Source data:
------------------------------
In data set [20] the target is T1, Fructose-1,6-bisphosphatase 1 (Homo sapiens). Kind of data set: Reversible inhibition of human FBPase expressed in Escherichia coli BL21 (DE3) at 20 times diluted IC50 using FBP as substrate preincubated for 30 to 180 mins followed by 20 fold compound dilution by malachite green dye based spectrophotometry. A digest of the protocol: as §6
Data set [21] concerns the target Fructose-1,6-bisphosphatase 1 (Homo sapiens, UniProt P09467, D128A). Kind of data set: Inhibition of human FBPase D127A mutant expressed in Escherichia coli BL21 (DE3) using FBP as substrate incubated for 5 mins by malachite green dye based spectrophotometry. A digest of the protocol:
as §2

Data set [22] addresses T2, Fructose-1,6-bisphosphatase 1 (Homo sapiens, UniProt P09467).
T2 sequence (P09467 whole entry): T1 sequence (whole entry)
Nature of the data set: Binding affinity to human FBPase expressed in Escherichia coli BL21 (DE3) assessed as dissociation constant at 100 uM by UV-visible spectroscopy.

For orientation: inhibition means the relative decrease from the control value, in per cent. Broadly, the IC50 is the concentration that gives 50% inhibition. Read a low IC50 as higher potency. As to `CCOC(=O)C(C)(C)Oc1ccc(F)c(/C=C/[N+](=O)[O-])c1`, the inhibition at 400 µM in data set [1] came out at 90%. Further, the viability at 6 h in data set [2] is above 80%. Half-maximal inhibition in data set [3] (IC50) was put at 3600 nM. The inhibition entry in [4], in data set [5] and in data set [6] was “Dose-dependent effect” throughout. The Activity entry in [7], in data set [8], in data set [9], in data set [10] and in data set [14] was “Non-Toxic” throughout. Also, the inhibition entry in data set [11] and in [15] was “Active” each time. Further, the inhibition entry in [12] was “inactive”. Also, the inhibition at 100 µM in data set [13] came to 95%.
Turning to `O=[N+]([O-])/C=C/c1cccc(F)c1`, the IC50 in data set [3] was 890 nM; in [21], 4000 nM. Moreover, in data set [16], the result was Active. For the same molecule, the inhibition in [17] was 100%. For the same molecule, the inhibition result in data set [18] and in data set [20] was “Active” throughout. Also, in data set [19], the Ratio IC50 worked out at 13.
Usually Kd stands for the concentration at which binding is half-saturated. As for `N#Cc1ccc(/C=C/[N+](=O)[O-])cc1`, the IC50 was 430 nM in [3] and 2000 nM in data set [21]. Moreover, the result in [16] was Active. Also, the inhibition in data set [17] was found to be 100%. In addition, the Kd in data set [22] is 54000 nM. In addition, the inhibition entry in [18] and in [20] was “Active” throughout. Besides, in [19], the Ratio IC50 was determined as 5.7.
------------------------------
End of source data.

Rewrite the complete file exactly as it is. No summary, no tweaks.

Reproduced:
In data set [20] the target is T1, Fructose-1,6-bisphosphatase 1 (Homo sapiens). Kind of data set: Reversible inhibition of human FBPase expressed in Escherichia coli BL21 (DE3) at 20 times diluted IC50 using FBP as substrate preincubated for 30 to 180 mins followed by 20 fold compound dilution by malachite green dye based spectrophotometry. A digest of the protocol: as §6
Data set [21] concerns the target Fructose-1,6-bisphosphatase 1 (Homo sapiens, UniProt P09467, D128A). Kind of data set: Inhibition of human FBPase D127A mutant expressed in Escherichia coli BL21 (DE3) using FBP as substrate incubated for 5 mins by malachite green dye based spectrophotometry. A digest of the protocol:
as §2

Data set [22] addresses T2, Fructose-1,6-bisphosphatase 1 (Homo sapiens, UniProt P09467).
T2 sequence (P09467 whole entry): T1 sequence (whole entry)
Nature of the data set: Binding affinity to human FBPase expressed in Escherichia coli BL21 (DE3) assessed as dissociation constant at 100 uM by UV-visible spectroscopy.

For orientation: inhibition means the relative decrease from the control value, in per cent. Broadly, the IC50 is the concentration that gives 50% inhibition. Read a low IC50 as higher potency. As to `CCOC(=O)C(C)(C)Oc1ccc(F)c(/C=C/[N+](=O)[O-])c1`, the inhibition at 400 µM in data set [1] came out at 90%. Further, the viability at 6 h in data set [2] is above 80%. Half-maximal inhibition in data set [3] (IC50) was put at 3600 nM. The inhibition entry in [4], in data set [5] and in data set [6] was “Dose-dependent effect” throughout. The Activity entry in [7], in data set [8], in data set [9], in data set [10] and in data set [14] was “Non-Toxic” throughout. Also, the inhibition entry in data set [11] and in [15] was “Active” each time. Further, the inhibition entry in [12] was “inactive”. Also, the inhibition at 100 µM in data set [13] came to 95%.
Turning to `O=[N+]([O-])/C=C/c1cccc(F)c1`, the IC50 in data set [3] was 890 nM; in [21], 4000 nM. Moreover, in data set [16], the result was Active. For the same molecule, the inhibition in [17] was 100%. For the same molecule, the inhibition result in data set [18] and in data set [20] was “Active” throughout. Also, in data set [19], the Ratio IC50 worked out at 13.
Usually Kd stands for the concentration at which binding is half-saturated. As for `N#Cc1ccc(/C=C/[N+](=O)[O-])cc1`, the IC50 was 430 nM in [3] and 2000 nM in data set [21]. Moreover, the result in [16] was Active. Also, the inhibition in data set [17] was found to be 100%. In addition, the Kd in data set [22] is 54000 nM. In addition, the inhibition entry in [18] and in [20] was “Active” throughout. Besides, in [19], the Ratio IC50 was determined as 5.7.